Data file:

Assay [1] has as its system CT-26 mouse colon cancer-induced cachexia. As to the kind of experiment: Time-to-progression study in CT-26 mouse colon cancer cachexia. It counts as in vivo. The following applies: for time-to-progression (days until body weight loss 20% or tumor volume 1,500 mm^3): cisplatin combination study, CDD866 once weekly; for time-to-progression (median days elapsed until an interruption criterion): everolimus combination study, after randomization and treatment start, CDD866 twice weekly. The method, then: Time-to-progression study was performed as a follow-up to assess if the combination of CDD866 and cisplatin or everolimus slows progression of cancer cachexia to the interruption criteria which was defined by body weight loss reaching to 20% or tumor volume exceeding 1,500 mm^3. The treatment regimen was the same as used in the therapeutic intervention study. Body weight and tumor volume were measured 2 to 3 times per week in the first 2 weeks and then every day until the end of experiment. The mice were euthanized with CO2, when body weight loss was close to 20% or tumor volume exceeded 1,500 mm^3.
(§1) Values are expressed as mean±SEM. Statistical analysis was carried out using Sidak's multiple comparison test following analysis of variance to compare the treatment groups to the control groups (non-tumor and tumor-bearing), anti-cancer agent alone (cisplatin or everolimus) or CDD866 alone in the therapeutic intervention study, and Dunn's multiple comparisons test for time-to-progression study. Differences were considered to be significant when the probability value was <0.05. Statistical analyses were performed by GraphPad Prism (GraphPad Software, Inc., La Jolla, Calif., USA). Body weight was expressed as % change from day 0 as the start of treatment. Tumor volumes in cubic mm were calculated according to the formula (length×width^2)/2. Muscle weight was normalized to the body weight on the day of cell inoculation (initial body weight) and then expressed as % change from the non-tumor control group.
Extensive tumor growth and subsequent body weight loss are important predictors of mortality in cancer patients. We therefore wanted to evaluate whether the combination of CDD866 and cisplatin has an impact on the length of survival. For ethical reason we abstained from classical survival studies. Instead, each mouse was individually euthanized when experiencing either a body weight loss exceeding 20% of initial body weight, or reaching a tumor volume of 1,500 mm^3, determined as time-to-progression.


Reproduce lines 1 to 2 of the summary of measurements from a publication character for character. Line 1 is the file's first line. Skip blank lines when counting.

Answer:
Assay [1] has as its system CT-26 mouse colon cancer-induced cachexia. As to the kind of experiment: Time-to-progression study in CT-26 mouse colon cancer cachexia. It counts as in vivo. The following applies: for time-to-progression (days until body weight loss 20% or tumor volume 1,500 mm^3): cisplatin combination study, CDD866 once weekly; for time-to-progression (median days elapsed until an interruption criterion): everolimus combination study, after randomization and treatment start, CDD866 twice weekly. The method, then: Time-to-progression study was performed as a follow-up to assess if the combination of CDD866 and cisplatin or everolimus slows progression of cancer cachexia to the interruption criteria which was defined by body weight loss reaching to 20% or tumor volume exceeding 1,500 mm^3. The treatment regimen was the same as used in the therapeutic intervention study. Body weight and tumor volume were measured 2 to 3 times per week in the first 2 weeks and then every day until the end of experiment. The mice were euthanized with CO2, when body weight loss was close to 20% or tumor volume exceeded 1,500 mm^3.
(§1) Values are expressed as mean±SEM. Statistical analysis was carried out using Sidak's multiple comparison test following analysis of variance to compare the treatment groups to the control groups (non-tumor and tumor-bearing), anti-cancer agent alone (cisplatin or everolimus) or CDD866 alone in the therapeutic intervention study, and Dunn's multiple comparisons test for time-to-progression study. Differences were considered to be significant when the probability value was <0.05. Statistical analyses were performed by GraphPad Prism (GraphPad Software, Inc., La Jolla, Calif., USA). Body weight was expressed as % change from day 0 as the start of treatment. Tumor volumes in cubic mm were calculated according to the formula (length×width^2)/2. Muscle weight was normalized to the body weight on the day of cell inoculation (initial body weight) and then expressed as % change from the non-tumor control group.